riences that unpack how targets are selected and the coping strategies with Badoo
violence. Understanding this contributes to the gang literature on use of space and
target selection. It will also contribute to improving environmental design and aid
crime-prevention efforts through the narration of victims and the understanding of
their selection and what contributes to such.
According to Usman,3 Lagos has over 10 cult gangs with dominance in different
areas of the city. These are as follows: One million boys (Ajegunle), Fadeyi Boys
group (Fadeyi), Akala boys’ group (Mushin), Nokia Boys (Surulere), Shitta Boys
(Bariga, Oworonsoki, Shomolu and Palm Groove), Awawa Boys, (Dopemu, Agege,
Ogba, Iyana-Ipaja), Aiye and Eye confraternities (Okomaiko, Badagry and Ajah),
Koko cult group (Ipaja and Ayobo) and Arobaga and Eiye who are battling to control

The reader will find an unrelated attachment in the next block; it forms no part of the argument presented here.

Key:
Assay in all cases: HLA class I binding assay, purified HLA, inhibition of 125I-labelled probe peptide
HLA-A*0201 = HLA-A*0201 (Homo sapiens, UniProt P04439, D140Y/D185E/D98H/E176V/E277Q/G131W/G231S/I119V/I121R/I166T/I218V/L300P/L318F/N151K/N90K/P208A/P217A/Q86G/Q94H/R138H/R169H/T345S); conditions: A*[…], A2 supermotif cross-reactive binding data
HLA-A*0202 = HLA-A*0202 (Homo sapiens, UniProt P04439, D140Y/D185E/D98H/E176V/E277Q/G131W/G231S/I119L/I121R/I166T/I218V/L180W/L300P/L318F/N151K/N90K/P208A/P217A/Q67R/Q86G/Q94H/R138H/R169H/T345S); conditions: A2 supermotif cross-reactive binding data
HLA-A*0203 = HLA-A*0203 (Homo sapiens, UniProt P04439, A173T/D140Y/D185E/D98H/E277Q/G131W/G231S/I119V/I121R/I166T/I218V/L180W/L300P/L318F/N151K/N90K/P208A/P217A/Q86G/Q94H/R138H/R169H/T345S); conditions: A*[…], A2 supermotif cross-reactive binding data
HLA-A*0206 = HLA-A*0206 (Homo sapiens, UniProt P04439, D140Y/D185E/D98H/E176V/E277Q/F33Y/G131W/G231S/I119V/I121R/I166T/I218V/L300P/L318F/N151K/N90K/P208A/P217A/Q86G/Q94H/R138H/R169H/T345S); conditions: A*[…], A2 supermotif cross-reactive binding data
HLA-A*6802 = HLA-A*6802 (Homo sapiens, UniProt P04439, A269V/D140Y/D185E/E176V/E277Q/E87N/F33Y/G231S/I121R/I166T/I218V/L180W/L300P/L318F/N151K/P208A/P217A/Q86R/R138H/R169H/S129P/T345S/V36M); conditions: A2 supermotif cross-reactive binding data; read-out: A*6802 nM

Satellite town. However, there was a deadly cult group, Badoo cult, that dominated
Ikorodu area of the Lagos megacity and was noted for killing its victims under
mysterious circumstances. The available works on the operation tactics of Badoo and
its victim selection strategies are scant. What is mostly available are media reportage
on the activities of the dreaded group who operated violently between 2016 and 2018
in Ikorodu area of the megacity.The Badoo gang surfaced in Nigeria’s crime lexicon
on 5 June 2016 when suspected members of the gang attacked and raped a 27-year-old
Ghanaian who later died.4 Between 5 June 2016 and 1 January 2018 the Badoo ritual
gang was responsible for the series of killings that had a similar pattern—killing of